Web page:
This year’s United Nations Climate Change conference, or the 28th Conference of the Parties (COP28), is the first to include a day dedicated to conflict, disaster, and the humanitarian implications of climate change.
Relief, Recovery, and Peace Day, which was held on December 3, and the COP28 Declaration on Climate, Relief, Recovery and Peace, aimed to accelerate adaptation and address loss and damage, particularly in fragile and conflict affected areas which are frequently excluded from climate funding and mitigation efforts. A day dedicated to bringing climate and humanitarian policy together offered an opportunity for governments, donors, and civil society to make progress toward supporting affected populations in ways that strengthen their resilience to climate events.
As the largest coalition of U.S.-based humanitarian and development NGOs, InterAction is heartened to see the inclusion of humanitarian issues in the COP28 agenda and is pleased to endorse the Declaration on Climate, Relief, Recovery, and Peace—but words must now become action.
The overarching message within the COP28 Declaration is the need for climate action to be expansive. Refugees and other displaced people often live in areas that are among the most at risk to climate impacts and on the frontlines of sustainable adaptation and resilience efforts. The outcomes document of the previous COP, COP27 highlighted the effect of climate change on forced displacement and human mobility and established a Transitional Committee on the operationalization of new funding arrangements to address climate-induced Loss and Damage, including the challenges of displacement, relocation, and migration. InterAction encourages negotiators of COP28 to acknowledge the importance of addressing the challenges of displaced communities affected by climate change. It is imperative that the final outcome document for COP28 currently being negotiated and the Global Stocktake process maintain the progress already made, push for more robust commitments, and address forced displacement for policymakers to draw on as they implement their climate commitments.
The COP28 Declaration on Climate, Relief, Recovery, and Peace builds on the momentum of COP27 outcomes by calling for financial investment in national and regional climate adaptation strategies, and mapping of transboundary vulnerabilities. National Adaptation Plans (NAPs) enhance eligibility for funding toward adaptation, but regularly fail to include mention of displaced populations.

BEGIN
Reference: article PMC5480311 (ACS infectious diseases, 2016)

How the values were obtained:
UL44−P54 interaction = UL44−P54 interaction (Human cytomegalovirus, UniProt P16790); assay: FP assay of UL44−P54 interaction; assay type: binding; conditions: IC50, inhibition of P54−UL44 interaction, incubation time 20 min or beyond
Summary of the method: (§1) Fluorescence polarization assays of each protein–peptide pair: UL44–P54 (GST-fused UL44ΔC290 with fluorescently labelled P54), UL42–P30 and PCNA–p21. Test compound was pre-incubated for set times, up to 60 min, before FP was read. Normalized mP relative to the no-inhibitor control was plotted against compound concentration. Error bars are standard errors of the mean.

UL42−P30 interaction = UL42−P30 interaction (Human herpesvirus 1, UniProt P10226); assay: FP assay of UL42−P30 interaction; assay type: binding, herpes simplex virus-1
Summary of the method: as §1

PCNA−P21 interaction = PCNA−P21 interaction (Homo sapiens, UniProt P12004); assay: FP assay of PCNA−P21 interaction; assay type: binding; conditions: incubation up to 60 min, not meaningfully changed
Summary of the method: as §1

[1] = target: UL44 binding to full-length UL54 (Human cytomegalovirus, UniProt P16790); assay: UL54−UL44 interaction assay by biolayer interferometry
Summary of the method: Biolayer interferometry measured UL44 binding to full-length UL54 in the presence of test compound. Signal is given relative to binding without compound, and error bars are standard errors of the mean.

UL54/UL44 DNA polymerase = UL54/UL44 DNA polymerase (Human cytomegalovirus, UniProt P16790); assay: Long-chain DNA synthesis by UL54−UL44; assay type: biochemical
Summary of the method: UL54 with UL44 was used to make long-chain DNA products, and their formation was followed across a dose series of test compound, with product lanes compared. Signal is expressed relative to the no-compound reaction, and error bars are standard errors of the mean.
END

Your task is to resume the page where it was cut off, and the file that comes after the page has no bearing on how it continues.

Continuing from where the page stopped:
Adaptation should also promote leadership by affected communities in the development of policies and programming and consider human mobility as a potential adaptation measure. Investment in climate resilience is critical to reduce humanitarian needs across diverse groups including refugees, conflict victims, internally displaced and stateless people, and migrants in situations of vulnerability who are often disproportionately affected by climate impacts.
InterAction’s Members have seen how the communities they serve, especially those in fragile and conflict-affected settings, disproportionately suffer the consequences of climate change and are routinely excluded from climate adaptation efforts. A recent Mercy Corps report shows that 19 of the 25 countries on the World Bank’s Fragile and Conflict Affected Situations list are also among the most vulnerable to climate change impacts.
However, despite their vulnerability, these countries are often neglected by climate action initiatives and overlooked by public and private sources of climate funding, with the bulk of international funds flowing to middle-income countries and funding mitigation (rather than adaptation). This translates into increased climate change-induced food and water insecurity, agricultural disruptions, displacement, and a diminished ability to respond to extreme weather events. An International Committee of the Red Cross report emphasized that “waiting for peace before addressing climate risks is not a viable option”—this only allows climate impacts to intensify and leaves communities in a prolonged state of intensifying insecurity.
Bringing these communities front and center at COP28 is a promising step toward including affected populations and humanitarian voices in an otherwise state-centric process. COP28 comes at a critical time and opens the door for stakeholders to acknowledge the links between climate justice, conflict, displacement, and the humanitarian needs of those most impacted by climate change.
With vulnerable communities facing these multiplying threats, response rebalancing is a moral necessity—one InterAction will continue urging world leaders to meet. Vulnerable nations must not be left to suffer the impacts of climate change alone and carry the financial burden, particularly since they have contributed the least to global greenhouse gas emissions.
We applaud the Declaration’s direction and call for accelerated implementation guided by those facing consolidated climate and conflict threats worldwide. InterAction will continue to advocate for robust and predictable funding toward vulnerable communities, a scale up in early warning systems, strengthened collaboration and partnerships, and other key objectives of the COP28 Declaration on Climate, Relief, Recovery, and Peace.